Clone Libraries Dominated by Green Sulfur Bacteria and δ-Proteobacteria
We created separate 16S rRNA clone libraries from the green, the orange and the brown mat layers (Figure 4). The vast majority of the clones (74%) from the thin green upper layer were affiliated with GSB (Chlorobi). GSB were much less abundant in the middle, orange layer, which was dominated by δ-Proteobacteria related clones (37%). In the brown bottom layer, clones affiliated with Aminicenantes (OP8), δ-Proteobacteria, Planctomycetes and Chloroflexi were found most abundant, while GSB (1%) were virtually absent.
The GSB-affiliated 16S rRNA gene sequences shared >97% sequence identity and clustered together in the phylogenetic tree (Supplementary Figure S1). The MBH GSB cluster was situated in a wider cluster of Prosthecochloris reference sequences and the closest relative we identified was a clone from the chemocline of Sawmill Sink, a blue hole on the same island as MBH (Macalady et al., unpublished data). Unlike GSB, most δ-Proteobacteria clones did not cluster with each other, but were each affiliated with a variety of uncultured reference sequences from diverse habitats (Supplementary Figure S2). A majority of clones were widely clustered with Desulfobacteraceae, and a few more with Syntrophobacteraceae.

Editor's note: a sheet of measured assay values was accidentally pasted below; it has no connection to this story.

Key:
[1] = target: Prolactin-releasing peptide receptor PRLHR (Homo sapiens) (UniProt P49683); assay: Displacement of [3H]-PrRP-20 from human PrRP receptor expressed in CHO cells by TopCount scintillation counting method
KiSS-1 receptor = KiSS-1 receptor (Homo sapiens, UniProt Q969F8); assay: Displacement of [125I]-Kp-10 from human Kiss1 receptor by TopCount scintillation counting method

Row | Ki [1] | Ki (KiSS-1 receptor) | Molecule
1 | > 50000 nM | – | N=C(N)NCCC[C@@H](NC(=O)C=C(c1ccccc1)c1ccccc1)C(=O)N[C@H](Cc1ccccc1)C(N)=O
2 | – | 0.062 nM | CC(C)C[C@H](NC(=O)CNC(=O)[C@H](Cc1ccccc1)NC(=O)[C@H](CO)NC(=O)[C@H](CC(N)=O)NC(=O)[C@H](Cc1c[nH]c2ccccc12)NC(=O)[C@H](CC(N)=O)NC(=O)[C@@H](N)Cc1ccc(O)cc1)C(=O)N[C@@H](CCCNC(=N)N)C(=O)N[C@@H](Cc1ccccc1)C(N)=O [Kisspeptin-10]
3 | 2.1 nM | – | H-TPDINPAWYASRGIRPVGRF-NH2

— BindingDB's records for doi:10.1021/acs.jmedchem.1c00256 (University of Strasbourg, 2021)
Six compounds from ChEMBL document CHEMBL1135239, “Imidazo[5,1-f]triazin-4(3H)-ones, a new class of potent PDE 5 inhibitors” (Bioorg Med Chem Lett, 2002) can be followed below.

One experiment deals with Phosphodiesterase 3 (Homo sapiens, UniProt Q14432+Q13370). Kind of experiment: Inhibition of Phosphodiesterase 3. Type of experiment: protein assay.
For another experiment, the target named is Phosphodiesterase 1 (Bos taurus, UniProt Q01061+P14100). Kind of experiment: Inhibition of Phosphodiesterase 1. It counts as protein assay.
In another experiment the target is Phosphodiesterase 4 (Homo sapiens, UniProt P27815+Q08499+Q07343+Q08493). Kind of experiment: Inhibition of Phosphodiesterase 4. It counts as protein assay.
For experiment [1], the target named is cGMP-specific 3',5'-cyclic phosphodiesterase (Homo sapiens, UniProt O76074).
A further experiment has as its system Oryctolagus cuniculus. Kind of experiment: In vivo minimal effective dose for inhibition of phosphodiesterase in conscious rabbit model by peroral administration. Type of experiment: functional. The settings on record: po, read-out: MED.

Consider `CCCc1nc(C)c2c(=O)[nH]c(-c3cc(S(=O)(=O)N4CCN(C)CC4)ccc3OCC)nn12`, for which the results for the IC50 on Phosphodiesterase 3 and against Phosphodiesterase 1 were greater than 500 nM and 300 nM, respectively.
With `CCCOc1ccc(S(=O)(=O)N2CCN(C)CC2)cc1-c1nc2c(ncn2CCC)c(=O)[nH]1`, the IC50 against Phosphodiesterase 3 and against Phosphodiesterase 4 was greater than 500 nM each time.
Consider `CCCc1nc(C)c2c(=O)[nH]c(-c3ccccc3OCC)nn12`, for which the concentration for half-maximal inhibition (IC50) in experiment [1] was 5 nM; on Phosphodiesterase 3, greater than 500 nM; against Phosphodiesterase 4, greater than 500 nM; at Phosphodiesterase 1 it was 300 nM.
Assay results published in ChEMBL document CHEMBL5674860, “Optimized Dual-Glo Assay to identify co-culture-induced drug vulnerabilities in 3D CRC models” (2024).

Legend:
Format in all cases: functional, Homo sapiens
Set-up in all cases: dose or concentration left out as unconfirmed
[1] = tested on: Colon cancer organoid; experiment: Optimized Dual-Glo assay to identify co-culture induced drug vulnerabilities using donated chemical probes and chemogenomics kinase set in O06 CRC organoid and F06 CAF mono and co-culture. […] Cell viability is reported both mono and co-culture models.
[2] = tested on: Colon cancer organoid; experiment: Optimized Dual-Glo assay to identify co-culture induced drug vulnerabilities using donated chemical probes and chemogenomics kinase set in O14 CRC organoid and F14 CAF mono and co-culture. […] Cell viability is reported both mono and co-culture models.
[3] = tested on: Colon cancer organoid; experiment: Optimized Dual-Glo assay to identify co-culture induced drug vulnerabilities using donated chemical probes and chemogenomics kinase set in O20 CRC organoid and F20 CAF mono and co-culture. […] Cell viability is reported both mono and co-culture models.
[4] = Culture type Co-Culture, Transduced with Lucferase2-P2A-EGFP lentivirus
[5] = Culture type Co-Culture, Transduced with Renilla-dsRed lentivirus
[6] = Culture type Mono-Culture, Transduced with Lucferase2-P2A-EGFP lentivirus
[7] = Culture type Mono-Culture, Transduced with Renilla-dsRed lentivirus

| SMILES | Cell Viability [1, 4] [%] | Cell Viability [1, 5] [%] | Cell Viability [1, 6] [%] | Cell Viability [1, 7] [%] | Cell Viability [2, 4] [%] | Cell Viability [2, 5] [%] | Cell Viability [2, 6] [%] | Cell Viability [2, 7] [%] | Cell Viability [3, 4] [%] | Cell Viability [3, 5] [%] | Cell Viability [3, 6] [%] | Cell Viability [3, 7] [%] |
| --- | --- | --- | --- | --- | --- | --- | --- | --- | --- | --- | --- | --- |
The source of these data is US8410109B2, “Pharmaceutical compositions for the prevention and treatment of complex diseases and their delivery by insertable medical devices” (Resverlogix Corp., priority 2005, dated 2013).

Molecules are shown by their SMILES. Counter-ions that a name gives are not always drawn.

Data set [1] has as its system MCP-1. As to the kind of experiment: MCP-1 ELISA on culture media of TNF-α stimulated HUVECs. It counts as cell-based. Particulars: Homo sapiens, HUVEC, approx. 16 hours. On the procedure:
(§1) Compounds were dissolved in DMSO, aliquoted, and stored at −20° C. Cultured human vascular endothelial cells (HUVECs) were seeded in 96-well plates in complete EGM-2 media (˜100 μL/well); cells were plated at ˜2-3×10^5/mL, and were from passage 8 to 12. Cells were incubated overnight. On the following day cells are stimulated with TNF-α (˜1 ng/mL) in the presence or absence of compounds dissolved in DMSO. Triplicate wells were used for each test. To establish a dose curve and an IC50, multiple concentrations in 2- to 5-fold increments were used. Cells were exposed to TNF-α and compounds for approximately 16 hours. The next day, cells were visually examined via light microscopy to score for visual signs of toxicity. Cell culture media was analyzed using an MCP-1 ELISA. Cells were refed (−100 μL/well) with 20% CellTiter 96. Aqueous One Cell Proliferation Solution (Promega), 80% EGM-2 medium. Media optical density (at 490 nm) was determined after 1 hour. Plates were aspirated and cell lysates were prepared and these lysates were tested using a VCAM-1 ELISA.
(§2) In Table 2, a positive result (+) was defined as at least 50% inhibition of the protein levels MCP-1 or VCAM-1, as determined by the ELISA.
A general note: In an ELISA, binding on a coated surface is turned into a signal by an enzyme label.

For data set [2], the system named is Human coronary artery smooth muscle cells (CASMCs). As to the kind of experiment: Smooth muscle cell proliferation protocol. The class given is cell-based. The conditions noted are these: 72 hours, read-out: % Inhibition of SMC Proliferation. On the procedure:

The Mat Contains the Photopigments Bacteriochlorophyll e and (β-)isorenieratene
High-performance liquid chromatography analysis was used to assess whether the mat contains photopigments with absorption properties congruent with the in situ light quality. To a depth of 57 mm below the mat surface, a carotene identified as either isorenieratene or β-isorenieratene was abundant. It was detected in both P. phaeobacteroides BS1 pure culture reference material and in the mat based on identical absorption spectra and RTs (Figures 5B,D). Based on difference in RT, it was clearly distinguished from β-carotene, which has the same absorption spectrum as β-isorenieratene and isorenieratene (Takaichi, 2000; Fuciman et al., 2010). Further distinction could not be made, because the reference culture contained both β-isorenieratene and isorenieratene.
FIGURE 5. Absorption spectra of acetone-extracted photosynthetic pigments. (A,B) from the mats; (C,D) and from freeze-dried culture material of low-light-adapted Prosthecochloris phaeobacteroides BS1 strain from the Black Sea. Wavelengths [nm] of absorption maxima are indicated as well as RT in the HPLC column.